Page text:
Starting next week Wolf will make a stop every Wednesday on his way home from work. Where will he stop? At the meeting place where he picks up our CSA.
What’s a CSA you ask? The acronym stands for Community Supported Agriculture. The premise behind a CSA is this: you pay x amount of dollars up front to a farmer (or group of farmers) and they give you fresh yummies. The cost depends on the area you live and the length of the CSA. For instance, the Local Harvest CSA we participate in costs a little over $500 and it goes from June until October.
Yes, it’s a lot of money, especially in this economic climate — thankfully our CSA allows one to pay in increments — but it’s well worth having organic veggies (and sometimes fruits) on my plate every day.
I like eating local. I like supporting my local farmers, Gitch’s Funny Farm and Maggie Mae Farm by buying local meats and eggs. And I like knowing my money is going into the pockets of people I know and love. I also like knowing my food hasn’t traveled further than I have. After all, living in New England it’s not likely for me to have greens in the dead of winter nor any of the summer fruits and vegetables such as berries, oranges, red peppers, zucchini, etc. so when Wolf buys those products at the grocery store I know they have come from far, far away using lots of oil to be grown and shipped before getting into my belly. I know those chemicals used for growth aren’t good for me and certainly not good for Mother Earth. Further, all the oil used to get food from South America, or California, or China isn’t good for Our Mama either.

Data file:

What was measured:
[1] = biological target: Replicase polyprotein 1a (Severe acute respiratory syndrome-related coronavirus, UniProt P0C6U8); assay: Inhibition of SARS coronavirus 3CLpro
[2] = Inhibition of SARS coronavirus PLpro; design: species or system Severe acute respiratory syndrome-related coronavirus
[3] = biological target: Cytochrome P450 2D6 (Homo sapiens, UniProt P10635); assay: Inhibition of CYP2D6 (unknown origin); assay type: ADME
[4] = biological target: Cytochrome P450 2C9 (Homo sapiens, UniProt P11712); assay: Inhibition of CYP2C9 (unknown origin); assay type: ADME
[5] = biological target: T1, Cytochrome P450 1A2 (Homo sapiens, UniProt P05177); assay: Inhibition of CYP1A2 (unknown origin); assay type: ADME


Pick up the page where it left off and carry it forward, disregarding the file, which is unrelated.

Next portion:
When Wolf and I first signed up for the CSA we were pretty overwhelmed with the amount of food we got each week. It required him to rethink how to meal plan and what to cook. It also caused us to eat vegetables we had never had before or claimed to not like. I am now a big fan of kohlrabi and I don’t mind beets as much as I used to.
There are winter CSAs out there. We signed up for one out of Webster that provided us with lots of root vegetables all winter. There are also some nice treats like maple syrup and apples, neither of which I expected.
Eating locally available foods has changed my relationship with food. Now I get so very excited when I see berries and apples for the mere fact I won’t eat grocery store fruits. I have to be careful about eating the local stuff because it’s not always the healthiest choice.
I have cut out most processed “foods”, things I once considered treats, and feel better than I ever have. And not just in my body do I feel better, in my mind. The ADHD I’ve coped with all my life has significantly reduced because it was the chemicals in the foods my brain was negatively responding to. Now I can tell almost immediately when I eat something processed.
So consider a CSA in your area. It’s a great first step to eating healthy for you and Mama.